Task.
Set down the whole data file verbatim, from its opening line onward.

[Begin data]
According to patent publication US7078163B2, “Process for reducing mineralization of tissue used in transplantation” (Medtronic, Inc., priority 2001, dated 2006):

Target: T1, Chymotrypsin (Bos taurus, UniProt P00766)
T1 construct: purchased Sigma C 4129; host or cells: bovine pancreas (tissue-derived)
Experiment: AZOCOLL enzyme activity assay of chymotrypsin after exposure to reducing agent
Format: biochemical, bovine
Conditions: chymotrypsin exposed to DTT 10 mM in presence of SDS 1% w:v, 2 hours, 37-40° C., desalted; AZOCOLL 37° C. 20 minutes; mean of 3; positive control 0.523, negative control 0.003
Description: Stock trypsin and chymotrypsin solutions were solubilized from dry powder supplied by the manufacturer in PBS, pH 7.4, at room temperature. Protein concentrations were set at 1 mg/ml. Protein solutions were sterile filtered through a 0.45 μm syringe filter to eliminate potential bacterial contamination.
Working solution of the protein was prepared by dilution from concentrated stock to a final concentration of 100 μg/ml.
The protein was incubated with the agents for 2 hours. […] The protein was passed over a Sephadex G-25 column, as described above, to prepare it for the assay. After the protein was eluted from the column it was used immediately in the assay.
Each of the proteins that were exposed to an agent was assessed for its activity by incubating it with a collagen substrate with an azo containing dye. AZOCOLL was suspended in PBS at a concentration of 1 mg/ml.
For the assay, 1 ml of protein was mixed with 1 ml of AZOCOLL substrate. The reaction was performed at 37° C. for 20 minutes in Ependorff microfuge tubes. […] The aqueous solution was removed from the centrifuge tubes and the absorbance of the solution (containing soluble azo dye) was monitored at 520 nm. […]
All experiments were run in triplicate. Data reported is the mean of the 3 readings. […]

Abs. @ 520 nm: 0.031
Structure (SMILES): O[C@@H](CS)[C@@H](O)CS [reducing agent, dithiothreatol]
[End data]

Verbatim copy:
According to patent publication US7078163B2, “Process for reducing mineralization of tissue used in transplantation” (Medtronic, Inc., priority 2001, dated 2006):

Target: T1, Chymotrypsin (Bos taurus, UniProt P00766)
T1 construct: purchased Sigma C 4129; host or cells: bovine pancreas (tissue-derived)
Experiment: AZOCOLL enzyme activity assay of chymotrypsin after exposure to reducing agent
Format: biochemical, bovine
Conditions: chymotrypsin exposed to DTT 10 mM in presence of SDS 1% w:v, 2 hours, 37-40° C., desalted; AZOCOLL 37° C. 20 minutes; mean of 3; positive control 0.523, negative control 0.003
Description: Stock trypsin and chymotrypsin solutions were solubilized from dry powder supplied by the manufacturer in PBS, pH 7.4, at room temperature. Protein concentrations were set at 1 mg/ml. Protein solutions were sterile filtered through a 0.45 μm syringe filter to eliminate potential bacterial contamination.
Working solution of the protein was prepared by dilution from concentrated stock to a final concentration of 100 μg/ml.
The protein was incubated with the agents for 2 hours. […] The protein was passed over a Sephadex G-25 column, as described above, to prepare it for the assay. After the protein was eluted from the column it was used immediately in the assay.
Each of the proteins that were exposed to an agent was assessed for its activity by incubating it with a collagen substrate with an azo containing dye. AZOCOLL was suspended in PBS at a concentration of 1 mg/ml.
For the assay, 1 ml of protein was mixed with 1 ml of AZOCOLL substrate. The reaction was performed at 37° C. for 20 minutes in Ependorff microfuge tubes. […] The aqueous solution was removed from the centrifuge tubes and the absorbance of the solution (containing soluble azo dye) was monitored at 520 nm. […]
All experiments were run in triplicate. Data reported is the mean of the 3 readings. […]

Abs. @ 520 nm: 0.031
Structure (SMILES): O[C@@H](CS)[C@@H](O)CS [reducing agent, dithiothreatol]